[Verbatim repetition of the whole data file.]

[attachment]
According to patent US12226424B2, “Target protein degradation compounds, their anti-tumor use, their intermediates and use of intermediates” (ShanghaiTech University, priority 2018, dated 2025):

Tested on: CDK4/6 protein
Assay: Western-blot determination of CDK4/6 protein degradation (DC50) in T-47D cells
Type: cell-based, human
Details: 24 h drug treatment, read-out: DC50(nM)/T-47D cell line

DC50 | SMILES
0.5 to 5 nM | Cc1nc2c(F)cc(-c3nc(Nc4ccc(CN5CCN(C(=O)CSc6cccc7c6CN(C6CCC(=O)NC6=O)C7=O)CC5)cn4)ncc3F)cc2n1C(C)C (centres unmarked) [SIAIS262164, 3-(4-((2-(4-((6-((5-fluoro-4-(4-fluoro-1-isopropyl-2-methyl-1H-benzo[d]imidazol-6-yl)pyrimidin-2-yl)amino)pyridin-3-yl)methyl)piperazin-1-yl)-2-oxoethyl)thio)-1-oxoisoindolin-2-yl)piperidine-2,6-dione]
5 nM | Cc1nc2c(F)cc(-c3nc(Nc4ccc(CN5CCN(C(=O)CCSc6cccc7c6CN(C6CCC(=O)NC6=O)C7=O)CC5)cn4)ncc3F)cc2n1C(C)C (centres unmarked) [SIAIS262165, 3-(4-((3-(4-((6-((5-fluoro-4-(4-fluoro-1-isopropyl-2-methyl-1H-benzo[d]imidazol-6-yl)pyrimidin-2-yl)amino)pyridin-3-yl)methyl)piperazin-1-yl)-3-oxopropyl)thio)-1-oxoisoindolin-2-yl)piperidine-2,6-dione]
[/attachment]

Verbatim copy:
According to patent US12226424B2, “Target protein degradation compounds, their anti-tumor use, their intermediates and use of intermediates” (ShanghaiTech University, priority 2018, dated 2025):

Tested on: CDK4/6 protein
Assay: Western-blot determination of CDK4/6 protein degradation (DC50) in T-47D cells
Type: cell-based, human
Details: 24 h drug treatment, read-out: DC50(nM)/T-47D cell line

DC50 | SMILES
0.5 to 5 nM | Cc1nc2c(F)cc(-c3nc(Nc4ccc(CN5CCN(C(=O)CSc6cccc7c6CN(C6CCC(=O)NC6=O)C7=O)CC5)cn4)ncc3F)cc2n1C(C)C (centres unmarked) [SIAIS262164, 3-(4-((2-(4-((6-((5-fluoro-4-(4-fluoro-1-isopropyl-2-methyl-1H-benzo[d]imidazol-6-yl)pyrimidin-2-yl)amino)pyridin-3-yl)methyl)piperazin-1-yl)-2-oxoethyl)thio)-1-oxoisoindolin-2-yl)piperidine-2,6-dione]
5 nM | Cc1nc2c(F)cc(-c3nc(Nc4ccc(CN5CCN(C(=O)CCSc6cccc7c6CN(C6CCC(=O)NC6=O)C7=O)CC5)cn4)ncc3F)cc2n1C(C)C (centres unmarked) [SIAIS262165, 3-(4-((3-(4-((6-((5-fluoro-4-(4-fluoro-1-isopropyl-2-methyl-1H-benzo[d]imidazol-6-yl)pyrimidin-2-yl)amino)pyridin-3-yl)methyl)piperazin-1-yl)-3-oxopropyl)thio)-1-oxoisoindolin-2-yl)piperidine-2,6-dione]